A study has found that the day of the week that a patient is discharged from the hospital does not affect the likelihood that he or she will be readmitted. The study showed comparable readmission rates for weekday and weekend or holiday discharge. It has been speculated that patients who are discharged on a weekend or holiday, when staff levels are typically lower, might be more likely to be readmitted to the hospital.
The researchers found that the use before surgery of beta-blockers, a type of medication used to treat heart conditions; tobacco use; and surgical site infections were independent predictors of readmission within 30 days. The particular day a patient was discharged from the hospital was not a factor for readmission.
The Hospital Readmissions Reduction Program enacted by the Centers for Medicare and Medicaid Services encourages hospitals to reduce unplanned readmissions. Up to 22 percent of cardiac surgery patients are readmitted within 30 days. Researchers wanted to investigate factors that could potentially be modified during the complex discharge process and evaluate if the day of discharge affects readmissions.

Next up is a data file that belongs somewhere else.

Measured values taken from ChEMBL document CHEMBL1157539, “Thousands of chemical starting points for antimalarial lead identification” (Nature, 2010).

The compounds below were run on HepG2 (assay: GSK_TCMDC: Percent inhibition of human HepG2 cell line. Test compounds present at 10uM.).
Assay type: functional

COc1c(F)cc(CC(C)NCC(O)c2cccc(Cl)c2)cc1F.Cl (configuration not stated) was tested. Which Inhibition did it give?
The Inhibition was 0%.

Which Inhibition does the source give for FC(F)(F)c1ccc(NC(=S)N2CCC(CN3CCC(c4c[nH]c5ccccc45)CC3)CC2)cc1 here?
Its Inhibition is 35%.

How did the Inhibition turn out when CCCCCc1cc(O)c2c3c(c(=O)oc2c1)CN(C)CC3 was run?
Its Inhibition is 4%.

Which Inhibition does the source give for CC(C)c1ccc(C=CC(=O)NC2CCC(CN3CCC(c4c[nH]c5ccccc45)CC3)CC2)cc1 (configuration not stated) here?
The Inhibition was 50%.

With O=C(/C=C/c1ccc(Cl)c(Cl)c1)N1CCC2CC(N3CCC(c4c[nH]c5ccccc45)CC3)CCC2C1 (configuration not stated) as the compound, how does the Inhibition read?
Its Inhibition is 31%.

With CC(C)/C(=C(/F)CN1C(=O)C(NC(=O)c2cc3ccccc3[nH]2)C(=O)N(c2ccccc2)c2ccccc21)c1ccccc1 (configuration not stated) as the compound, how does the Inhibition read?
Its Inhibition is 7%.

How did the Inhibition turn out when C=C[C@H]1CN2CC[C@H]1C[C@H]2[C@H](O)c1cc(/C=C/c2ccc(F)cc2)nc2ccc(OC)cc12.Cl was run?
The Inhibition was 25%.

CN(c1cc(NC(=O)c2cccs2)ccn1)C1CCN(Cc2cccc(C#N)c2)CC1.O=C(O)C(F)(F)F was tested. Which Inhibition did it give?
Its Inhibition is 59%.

The team reviewed data from The Society of Thoracic Surgeons Adult Cardiac Surgery Database for all patients who underwent non-emergency heart operations between 2008 and 2016 at Ronald Reagan UCLA Medical Center. The researchers identified 4,877 patients, nearly 20 percent of them discharged on a weekend or holiday. This subset was particularly important because of the so-called “weekend effect,” which has been described as worse outcomes because of decreased staffing.
Hospital readmission reduction programs should focus on identifying patients with known risk factors for readmission rather than expanding existing weekend and holiday staff coverage. Programs should also offer patient education and accessibility to expert advice after hospitalization as strategies to prevent readmissions.
Dr. Yas Sanaiha, Ryan Ou, Gianna Ramos, Dr. Yen-Yi Juo, Dr. Richard Shemin and Dr. Peyman Benharash, all of UCLA.
The findings were published Oct. 11 online in The Annals of Thoracic Surgery.
Learn more about the cardiovascular research theme at UCLA.
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